I saw this,
Very nicely done, brilliant actually!
Don’t know how long the copper will stay nice and shiny, but looks good.
Also love the fact that it’s made from out-of-the-shelf plumbing parts and pieces.
Did I say brilliant?
Now that’s some serious trumpetry
I’m sure it is the only copperised v12 HE engine for a reason - it will presumably tarnish and acquire a lovely patina.
The Emerald setup didn’t mention a cam sensor, so I presume it’ll have to run only semi-sequentially or batch fired as I don’t think their setups handle a native 12 cylinder operation.
Opening up the central water jacket ports may be a mistake. Norman Lutz did the exact opposite to force water flow through to the back of the heads, whereas here much of the water will go out of the heads before it reaches the back of the engine. That may give you relatively low water pressure at the back of the engine. This may not be an issue with an electric pump - if it is programmed to run faster at low rpm - we know the Achilles heel of the stock cooling system is it’s low airflow and low waterflow at idle rpm.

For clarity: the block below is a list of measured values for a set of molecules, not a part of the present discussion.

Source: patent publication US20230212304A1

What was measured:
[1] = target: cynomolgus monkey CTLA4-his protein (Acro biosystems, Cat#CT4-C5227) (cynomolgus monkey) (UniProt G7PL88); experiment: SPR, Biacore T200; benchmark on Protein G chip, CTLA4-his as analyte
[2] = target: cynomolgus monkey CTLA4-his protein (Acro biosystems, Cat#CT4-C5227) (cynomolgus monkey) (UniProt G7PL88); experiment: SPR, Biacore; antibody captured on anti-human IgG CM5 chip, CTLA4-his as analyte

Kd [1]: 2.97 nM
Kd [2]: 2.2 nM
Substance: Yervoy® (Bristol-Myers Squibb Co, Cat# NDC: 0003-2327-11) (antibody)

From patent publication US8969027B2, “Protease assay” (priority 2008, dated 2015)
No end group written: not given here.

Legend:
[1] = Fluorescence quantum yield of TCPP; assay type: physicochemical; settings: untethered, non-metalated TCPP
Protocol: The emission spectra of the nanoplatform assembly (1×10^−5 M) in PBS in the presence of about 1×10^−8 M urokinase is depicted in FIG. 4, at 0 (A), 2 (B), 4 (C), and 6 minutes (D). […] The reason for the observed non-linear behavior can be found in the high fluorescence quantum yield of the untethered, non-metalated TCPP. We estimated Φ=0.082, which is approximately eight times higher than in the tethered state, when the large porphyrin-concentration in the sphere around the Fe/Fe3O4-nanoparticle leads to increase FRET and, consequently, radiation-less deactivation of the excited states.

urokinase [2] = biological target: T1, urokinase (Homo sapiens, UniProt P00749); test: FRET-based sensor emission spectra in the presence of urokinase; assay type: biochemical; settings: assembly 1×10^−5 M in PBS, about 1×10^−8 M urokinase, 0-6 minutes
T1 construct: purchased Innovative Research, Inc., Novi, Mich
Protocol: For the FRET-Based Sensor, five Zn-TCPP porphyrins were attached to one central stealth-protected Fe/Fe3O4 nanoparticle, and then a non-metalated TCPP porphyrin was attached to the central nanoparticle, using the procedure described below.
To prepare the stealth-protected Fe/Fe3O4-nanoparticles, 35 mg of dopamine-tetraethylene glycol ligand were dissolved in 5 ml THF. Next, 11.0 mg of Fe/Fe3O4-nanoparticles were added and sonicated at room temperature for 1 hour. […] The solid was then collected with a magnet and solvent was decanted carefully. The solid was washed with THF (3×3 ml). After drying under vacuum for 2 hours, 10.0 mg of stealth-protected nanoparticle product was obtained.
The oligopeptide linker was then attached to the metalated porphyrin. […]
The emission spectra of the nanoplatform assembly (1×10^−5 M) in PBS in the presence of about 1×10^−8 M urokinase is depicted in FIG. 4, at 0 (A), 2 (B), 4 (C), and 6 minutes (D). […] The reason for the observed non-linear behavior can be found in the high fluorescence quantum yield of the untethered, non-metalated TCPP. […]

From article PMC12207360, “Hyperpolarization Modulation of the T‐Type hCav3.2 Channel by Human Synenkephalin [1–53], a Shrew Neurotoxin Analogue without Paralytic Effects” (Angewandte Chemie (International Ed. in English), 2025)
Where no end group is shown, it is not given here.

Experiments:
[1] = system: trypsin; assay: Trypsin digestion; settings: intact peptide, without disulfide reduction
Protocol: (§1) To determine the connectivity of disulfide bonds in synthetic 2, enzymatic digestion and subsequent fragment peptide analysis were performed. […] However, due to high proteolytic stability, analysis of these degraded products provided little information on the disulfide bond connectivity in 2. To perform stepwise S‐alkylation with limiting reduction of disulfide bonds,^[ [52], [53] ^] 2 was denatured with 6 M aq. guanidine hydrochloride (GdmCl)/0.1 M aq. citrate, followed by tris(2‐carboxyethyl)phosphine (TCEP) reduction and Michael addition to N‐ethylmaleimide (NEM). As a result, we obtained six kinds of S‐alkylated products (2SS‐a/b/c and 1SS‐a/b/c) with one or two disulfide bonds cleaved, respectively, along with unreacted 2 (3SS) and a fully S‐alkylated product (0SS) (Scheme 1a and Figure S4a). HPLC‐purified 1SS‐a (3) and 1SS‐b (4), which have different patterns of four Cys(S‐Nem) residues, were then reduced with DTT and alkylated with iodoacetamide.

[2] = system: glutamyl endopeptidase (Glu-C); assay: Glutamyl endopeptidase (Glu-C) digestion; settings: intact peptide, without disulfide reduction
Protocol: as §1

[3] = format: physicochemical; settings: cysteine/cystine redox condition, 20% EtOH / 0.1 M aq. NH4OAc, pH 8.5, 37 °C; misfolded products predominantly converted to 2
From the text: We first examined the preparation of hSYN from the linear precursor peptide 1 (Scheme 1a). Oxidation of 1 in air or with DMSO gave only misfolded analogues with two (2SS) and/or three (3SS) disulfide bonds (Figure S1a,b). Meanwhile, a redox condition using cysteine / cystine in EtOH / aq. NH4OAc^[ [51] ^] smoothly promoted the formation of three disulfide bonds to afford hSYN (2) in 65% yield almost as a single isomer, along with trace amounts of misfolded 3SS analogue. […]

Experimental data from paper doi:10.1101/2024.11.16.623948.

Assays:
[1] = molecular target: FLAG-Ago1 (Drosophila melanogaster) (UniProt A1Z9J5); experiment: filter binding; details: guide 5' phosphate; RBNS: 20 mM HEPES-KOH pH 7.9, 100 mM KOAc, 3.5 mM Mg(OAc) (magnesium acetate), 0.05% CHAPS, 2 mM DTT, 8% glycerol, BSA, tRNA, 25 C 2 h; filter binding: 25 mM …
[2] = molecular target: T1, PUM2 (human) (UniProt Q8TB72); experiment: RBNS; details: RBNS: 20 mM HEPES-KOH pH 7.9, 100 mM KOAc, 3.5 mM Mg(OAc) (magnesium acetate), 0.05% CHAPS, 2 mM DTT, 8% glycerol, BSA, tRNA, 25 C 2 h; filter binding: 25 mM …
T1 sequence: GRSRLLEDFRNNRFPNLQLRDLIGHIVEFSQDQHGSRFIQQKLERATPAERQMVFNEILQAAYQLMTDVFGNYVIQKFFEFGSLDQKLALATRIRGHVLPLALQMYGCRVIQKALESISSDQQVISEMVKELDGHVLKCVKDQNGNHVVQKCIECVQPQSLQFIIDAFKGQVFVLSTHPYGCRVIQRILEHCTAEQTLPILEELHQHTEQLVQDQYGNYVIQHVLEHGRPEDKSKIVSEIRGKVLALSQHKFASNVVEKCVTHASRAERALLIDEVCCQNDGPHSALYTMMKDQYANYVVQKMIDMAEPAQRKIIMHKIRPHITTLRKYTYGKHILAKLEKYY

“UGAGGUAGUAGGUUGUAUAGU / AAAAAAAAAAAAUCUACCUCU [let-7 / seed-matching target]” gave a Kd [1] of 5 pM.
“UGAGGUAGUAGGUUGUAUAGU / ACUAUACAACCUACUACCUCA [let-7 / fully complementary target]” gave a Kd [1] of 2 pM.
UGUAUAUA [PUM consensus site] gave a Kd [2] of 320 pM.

The v12 engine does wag from side to side as the equal and opposite effect of torque pushes the crank and flywheel round. The exhausts on the v12 have always been taken out close to the block and so having them come out horizontally and high up through the bodywork will mean some big holes will be needed to stop it bumping the engine cowl and blistering the paint. They obviously have to miss the steering column as the engine moves under load…
I hope the alternator doesn’t get too warm. Jaguar did have an aircon compressor in this position, but that had air/refrigerant pumped through it. This setup has the alternator sitting right behind the header tank.
(Roger Bywater has a brass plus torque inlet on his website btw.)
Custom fabrication is very hard work. I hope it all works as advertised.